EGU21-11249
https://doi.org/10.5194/egusphere-egu21-11249
EGU General Assembly 2021
© Author(s) 2021. This work is distributed under
the Creative Commons Attribution 4.0 License.

Forecasting UK site level air quality with a Kalman filtering approach

Rachael Duncan1, Paul Young2, and Chris Nemeth1
Rachael Duncan et al.
  • 1Lancaster University, Mathematics and Statistics, United Kingdom of Great Britain – England, Scotland, Wales
  • 2Lancaster University, Lancaster Environment Centre, United Kingdom of Great Britain – England, Scotland, Wales

Despite efforts to reduce pollutant emissions in the UK, between 28,000 and 36,000 deaths a year are attributable to poor air quality and ambient air pollution is considered the UK’s biggest environmental threat to health. Characterising, quantifying and understanding air quality variability and the importance of different drivers is essential to guide policies to address the issue and its risks, for both the short and long term. Here we investigate a statistical modelling approach to characterise air quality variability and its key drivers, using Kalman filters. Kalman filters are a commonly used tool in air quality modelling but are seldom used in a statistic framework that accounts for uncertainty in a principled way. Kalman filtering allows us to take data which is noisy or partially recorded, such as air quality data, and help reveal the true underlying trends and dynamics of the data. This allows us to combine measurement information with the statistical model to obtain an air quality forecast, using the measurement information to reduce the statistical model errors and improve model results. We explore this approach using air quality monitoring data from the UK Automatic Urban and Rural Network (AURN), which consists of 150 sites focussed mainly in populated areas, leaving large areas unmonitored. AURN is primarily used for compliance reporting against national and European air quality standards and targets. Eventually, our aim is to provide short-term forecasts of pollutant levels from AURN, comparing this against process model forecasts and ultimately providing an optimised combination of process model, statistical model and measurement.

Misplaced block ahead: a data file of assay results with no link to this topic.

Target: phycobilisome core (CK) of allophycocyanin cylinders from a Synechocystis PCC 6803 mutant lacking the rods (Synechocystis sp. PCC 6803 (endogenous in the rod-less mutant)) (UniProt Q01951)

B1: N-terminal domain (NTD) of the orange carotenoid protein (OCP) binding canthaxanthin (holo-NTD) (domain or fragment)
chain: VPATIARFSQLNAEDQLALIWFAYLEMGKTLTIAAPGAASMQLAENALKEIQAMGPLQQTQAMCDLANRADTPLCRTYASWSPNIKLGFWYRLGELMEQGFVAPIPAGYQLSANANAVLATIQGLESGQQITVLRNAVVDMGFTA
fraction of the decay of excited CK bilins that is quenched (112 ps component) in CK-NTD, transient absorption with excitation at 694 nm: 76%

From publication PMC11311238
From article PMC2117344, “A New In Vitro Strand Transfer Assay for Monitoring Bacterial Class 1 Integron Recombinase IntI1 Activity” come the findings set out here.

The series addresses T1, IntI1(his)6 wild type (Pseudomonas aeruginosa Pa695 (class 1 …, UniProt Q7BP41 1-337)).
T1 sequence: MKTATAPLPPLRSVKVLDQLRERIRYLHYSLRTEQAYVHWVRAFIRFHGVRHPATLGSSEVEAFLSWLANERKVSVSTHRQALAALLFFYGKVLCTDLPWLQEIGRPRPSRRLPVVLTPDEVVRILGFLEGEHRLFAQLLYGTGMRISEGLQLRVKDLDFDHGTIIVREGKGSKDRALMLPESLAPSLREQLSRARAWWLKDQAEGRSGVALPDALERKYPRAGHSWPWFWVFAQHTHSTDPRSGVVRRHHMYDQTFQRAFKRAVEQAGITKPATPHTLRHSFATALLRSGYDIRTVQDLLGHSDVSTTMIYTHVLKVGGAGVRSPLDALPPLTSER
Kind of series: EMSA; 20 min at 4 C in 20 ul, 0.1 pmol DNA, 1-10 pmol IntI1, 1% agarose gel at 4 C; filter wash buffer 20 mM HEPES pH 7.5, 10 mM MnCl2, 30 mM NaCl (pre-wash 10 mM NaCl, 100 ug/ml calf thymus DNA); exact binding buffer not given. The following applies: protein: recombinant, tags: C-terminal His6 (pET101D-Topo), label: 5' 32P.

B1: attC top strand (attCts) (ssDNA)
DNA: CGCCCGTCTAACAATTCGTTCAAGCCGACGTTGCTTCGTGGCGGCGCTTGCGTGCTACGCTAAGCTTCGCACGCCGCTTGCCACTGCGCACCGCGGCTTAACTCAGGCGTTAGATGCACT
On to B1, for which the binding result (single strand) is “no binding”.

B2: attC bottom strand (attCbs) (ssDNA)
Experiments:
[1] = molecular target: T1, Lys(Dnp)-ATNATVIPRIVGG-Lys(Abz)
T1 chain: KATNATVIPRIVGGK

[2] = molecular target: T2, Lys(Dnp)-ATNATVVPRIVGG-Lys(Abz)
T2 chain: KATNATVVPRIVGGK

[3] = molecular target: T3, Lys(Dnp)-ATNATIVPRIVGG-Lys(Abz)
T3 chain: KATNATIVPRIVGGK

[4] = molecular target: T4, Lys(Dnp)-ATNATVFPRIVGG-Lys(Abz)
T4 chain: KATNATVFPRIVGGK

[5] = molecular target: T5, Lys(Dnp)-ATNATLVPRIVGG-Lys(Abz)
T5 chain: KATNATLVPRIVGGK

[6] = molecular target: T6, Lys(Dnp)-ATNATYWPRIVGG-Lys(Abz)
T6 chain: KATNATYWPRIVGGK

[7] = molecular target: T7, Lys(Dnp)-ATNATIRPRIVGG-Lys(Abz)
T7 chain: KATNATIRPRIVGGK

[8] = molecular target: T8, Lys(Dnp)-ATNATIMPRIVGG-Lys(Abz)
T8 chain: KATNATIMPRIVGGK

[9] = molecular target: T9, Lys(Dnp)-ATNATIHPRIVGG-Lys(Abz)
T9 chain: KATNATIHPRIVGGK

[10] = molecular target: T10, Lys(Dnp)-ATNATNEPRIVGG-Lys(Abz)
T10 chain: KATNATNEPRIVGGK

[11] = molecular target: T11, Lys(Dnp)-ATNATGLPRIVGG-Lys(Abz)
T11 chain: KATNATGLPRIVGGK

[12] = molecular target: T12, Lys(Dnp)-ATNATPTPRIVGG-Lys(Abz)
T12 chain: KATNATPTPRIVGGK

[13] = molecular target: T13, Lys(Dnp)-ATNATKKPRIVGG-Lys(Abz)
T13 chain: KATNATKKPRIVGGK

How to cite: Duncan, R., Young, P., and Nemeth, C.: Forecasting UK site level air quality with a Kalman filtering approach, EGU General Assembly 2021, online, 19–30 Apr 2021, EGU21-11249, https://doi.org/10.5194/egusphere-egu21-11249, 2021.

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